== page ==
In 2019 India's rare earths production output was 3,000 MT which accounted for 1.47% of the world’s production, this number pales in comparison with China which has dominated rare earths production for a long time. With a domestic output of 132,000 MT, it accounts for a whopping 61% of the world’s production. The mining industry is controlled by six state-owned miners giving the country a vice-like grip on production and distribution.
With China controlling more than half of the worldwide production, it is very likely that most, if not all electronics in your household and even the device you're reading this on have parts that were sourced from China. 90% of Indian imports of rare earths come from China, this means that even products made in India have a Chinese "element" to them.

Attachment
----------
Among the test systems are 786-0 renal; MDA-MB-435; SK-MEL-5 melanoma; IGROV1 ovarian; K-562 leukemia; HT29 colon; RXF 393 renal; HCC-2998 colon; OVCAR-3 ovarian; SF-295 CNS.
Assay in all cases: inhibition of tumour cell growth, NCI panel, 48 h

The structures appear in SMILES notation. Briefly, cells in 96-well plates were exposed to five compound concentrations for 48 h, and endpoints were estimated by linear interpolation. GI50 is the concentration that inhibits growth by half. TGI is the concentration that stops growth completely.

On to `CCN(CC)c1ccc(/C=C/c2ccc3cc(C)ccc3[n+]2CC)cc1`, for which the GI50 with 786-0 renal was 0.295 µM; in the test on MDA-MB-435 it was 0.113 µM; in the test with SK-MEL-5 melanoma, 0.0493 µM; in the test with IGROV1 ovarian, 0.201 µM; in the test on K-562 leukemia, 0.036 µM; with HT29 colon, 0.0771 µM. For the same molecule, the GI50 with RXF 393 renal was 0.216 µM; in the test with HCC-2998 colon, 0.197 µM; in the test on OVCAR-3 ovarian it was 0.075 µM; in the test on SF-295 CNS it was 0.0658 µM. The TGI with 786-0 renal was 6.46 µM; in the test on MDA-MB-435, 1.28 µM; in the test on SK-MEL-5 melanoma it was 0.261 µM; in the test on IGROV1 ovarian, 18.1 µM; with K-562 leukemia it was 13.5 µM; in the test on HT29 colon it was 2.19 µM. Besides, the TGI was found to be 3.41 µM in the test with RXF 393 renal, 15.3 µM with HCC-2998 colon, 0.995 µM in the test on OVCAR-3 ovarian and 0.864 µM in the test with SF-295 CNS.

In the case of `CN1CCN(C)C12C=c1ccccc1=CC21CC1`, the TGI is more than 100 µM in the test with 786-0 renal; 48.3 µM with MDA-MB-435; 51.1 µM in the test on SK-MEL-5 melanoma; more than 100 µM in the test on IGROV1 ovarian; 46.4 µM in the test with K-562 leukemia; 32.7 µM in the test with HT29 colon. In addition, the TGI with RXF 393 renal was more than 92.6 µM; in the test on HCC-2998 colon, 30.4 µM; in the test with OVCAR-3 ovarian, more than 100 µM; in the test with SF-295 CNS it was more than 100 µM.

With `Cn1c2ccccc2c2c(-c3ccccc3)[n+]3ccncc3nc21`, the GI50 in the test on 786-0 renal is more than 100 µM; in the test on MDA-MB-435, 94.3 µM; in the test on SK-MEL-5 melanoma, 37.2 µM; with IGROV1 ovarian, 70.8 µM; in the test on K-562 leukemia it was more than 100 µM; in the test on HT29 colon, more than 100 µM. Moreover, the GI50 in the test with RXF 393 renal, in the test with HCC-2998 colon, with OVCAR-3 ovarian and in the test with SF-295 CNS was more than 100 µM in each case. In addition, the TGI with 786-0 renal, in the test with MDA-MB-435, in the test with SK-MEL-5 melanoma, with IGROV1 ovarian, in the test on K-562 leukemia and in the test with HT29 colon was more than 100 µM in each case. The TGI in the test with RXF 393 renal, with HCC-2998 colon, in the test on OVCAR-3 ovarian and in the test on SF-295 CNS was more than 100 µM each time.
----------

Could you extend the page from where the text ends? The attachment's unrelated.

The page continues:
Chinese firms have been making big investments in Indian startups. A report from Gateway House: Indian Council on Global Relations says that Chinese investors hold a major stake in 18 of India's top-30 tech unicorns (companies valued at over $1 billion). Alibaba and Tencent, have been aggressively investing in Indian startups in the last five years—and many of the firms they’ve helped fund have crossed the $1 billion thresholds to become unicorns. Alibaba and its fintech affiliate Ant Financial own the biggest single stake in India's biggest unicorn, One97 Communications the parent company of Paytm. Paytm has a network of over 7 million merchants in India and is valued at over $10 billion. Alibaba has invested in at least six Indian startups like the food delivery app Zomato, online grocer Bigbasket and e-commerce platform Snapdeal. Alongside with PayTM, Bigbasket and Zomato have also crossed the $1 billion mark.